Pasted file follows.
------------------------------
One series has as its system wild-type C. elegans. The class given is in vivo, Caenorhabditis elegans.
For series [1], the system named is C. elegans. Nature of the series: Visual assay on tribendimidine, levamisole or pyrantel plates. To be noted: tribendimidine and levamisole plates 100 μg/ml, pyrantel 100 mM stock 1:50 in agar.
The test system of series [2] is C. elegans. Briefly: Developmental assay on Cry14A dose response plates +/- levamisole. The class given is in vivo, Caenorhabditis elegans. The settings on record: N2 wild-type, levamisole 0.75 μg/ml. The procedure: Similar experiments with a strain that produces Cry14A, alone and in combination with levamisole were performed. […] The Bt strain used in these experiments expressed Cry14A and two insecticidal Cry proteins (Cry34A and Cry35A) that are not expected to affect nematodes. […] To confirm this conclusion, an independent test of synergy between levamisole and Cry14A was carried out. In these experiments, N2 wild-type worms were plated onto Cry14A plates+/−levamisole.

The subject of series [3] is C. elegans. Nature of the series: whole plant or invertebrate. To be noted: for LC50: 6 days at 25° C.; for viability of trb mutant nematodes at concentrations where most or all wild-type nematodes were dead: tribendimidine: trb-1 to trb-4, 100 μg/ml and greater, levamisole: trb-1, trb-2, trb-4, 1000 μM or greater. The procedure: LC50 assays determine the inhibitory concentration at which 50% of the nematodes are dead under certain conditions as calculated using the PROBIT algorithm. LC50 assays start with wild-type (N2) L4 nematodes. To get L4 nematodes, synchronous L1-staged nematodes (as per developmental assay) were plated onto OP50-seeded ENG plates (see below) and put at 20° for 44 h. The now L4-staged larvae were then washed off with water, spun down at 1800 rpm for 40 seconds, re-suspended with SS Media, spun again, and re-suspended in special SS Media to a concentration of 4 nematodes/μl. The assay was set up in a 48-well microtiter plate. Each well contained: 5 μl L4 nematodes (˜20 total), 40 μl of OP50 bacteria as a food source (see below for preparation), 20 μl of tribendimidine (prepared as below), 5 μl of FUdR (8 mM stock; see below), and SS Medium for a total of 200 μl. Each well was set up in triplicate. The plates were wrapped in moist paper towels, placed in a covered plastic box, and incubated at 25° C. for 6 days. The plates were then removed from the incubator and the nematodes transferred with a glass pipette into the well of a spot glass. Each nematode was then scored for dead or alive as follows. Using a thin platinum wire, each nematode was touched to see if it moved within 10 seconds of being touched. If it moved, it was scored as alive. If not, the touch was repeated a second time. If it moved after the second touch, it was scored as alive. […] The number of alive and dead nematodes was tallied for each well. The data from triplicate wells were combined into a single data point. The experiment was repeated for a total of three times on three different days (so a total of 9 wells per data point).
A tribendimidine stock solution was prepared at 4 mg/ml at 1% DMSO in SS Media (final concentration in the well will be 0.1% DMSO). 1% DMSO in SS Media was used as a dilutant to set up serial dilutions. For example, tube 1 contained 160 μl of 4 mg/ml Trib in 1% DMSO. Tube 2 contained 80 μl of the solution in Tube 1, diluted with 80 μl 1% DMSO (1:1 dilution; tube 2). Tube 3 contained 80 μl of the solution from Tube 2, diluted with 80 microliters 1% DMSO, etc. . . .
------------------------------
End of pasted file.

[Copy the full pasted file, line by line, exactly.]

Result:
One series has as its system wild-type C. elegans. The class given is in vivo, Caenorhabditis elegans.
For series [1], the system named is C. elegans. Nature of the series: Visual assay on tribendimidine, levamisole or pyrantel plates. To be noted: tribendimidine and levamisole plates 100 μg/ml, pyrantel 100 mM stock 1:50 in agar.
The test system of series [2] is C. elegans. Briefly: Developmental assay on Cry14A dose response plates +/- levamisole. The class given is in vivo, Caenorhabditis elegans. The settings on record: N2 wild-type, levamisole 0.75 μg/ml. The procedure: Similar experiments with a strain that produces Cry14A, alone and in combination with levamisole were performed. […] The Bt strain used in these experiments expressed Cry14A and two insecticidal Cry proteins (Cry34A and Cry35A) that are not expected to affect nematodes. […] To confirm this conclusion, an independent test of synergy between levamisole and Cry14A was carried out. In these experiments, N2 wild-type worms were plated onto Cry14A plates+/−levamisole.

The subject of series [3] is C. elegans. Nature of the series: whole plant or invertebrate. To be noted: for LC50: 6 days at 25° C.; for viability of trb mutant nematodes at concentrations where most or all wild-type nematodes were dead: tribendimidine: trb-1 to trb-4, 100 μg/ml and greater, levamisole: trb-1, trb-2, trb-4, 1000 μM or greater. The procedure: LC50 assays determine the inhibitory concentration at which 50% of the nematodes are dead under certain conditions as calculated using the PROBIT algorithm. LC50 assays start with wild-type (N2) L4 nematodes. To get L4 nematodes, synchronous L1-staged nematodes (as per developmental assay) were plated onto OP50-seeded ENG plates (see below) and put at 20° for 44 h. The now L4-staged larvae were then washed off with water, spun down at 1800 rpm for 40 seconds, re-suspended with SS Media, spun again, and re-suspended in special SS Media to a concentration of 4 nematodes/μl. The assay was set up in a 48-well microtiter plate. Each well contained: 5 μl L4 nematodes (˜20 total), 40 μl of OP50 bacteria as a food source (see below for preparation), 20 μl of tribendimidine (prepared as below), 5 μl of FUdR (8 mM stock; see below), and SS Medium for a total of 200 μl. Each well was set up in triplicate. The plates were wrapped in moist paper towels, placed in a covered plastic box, and incubated at 25° C. for 6 days. The plates were then removed from the incubator and the nematodes transferred with a glass pipette into the well of a spot glass. Each nematode was then scored for dead or alive as follows. Using a thin platinum wire, each nematode was touched to see if it moved within 10 seconds of being touched. If it moved, it was scored as alive. If not, the touch was repeated a second time. If it moved after the second touch, it was scored as alive. […] The number of alive and dead nematodes was tallied for each well. The data from triplicate wells were combined into a single data point. The experiment was repeated for a total of three times on three different days (so a total of 9 wells per data point).
A tribendimidine stock solution was prepared at 4 mg/ml at 1% DMSO in SS Media (final concentration in the well will be 0.1% DMSO). 1% DMSO in SS Media was used as a dilutant to set up serial dilutions. For example, tube 1 contained 160 μl of 4 mg/ml Trib in 1% DMSO. Tube 2 contained 80 μl of the solution in Tube 1, diluted with 80 μl 1% DMSO (1:1 dilution; tube 2). Tube 3 contained 80 μl of the solution from Tube 2, diluted with 80 microliters 1% DMSO, etc. . . .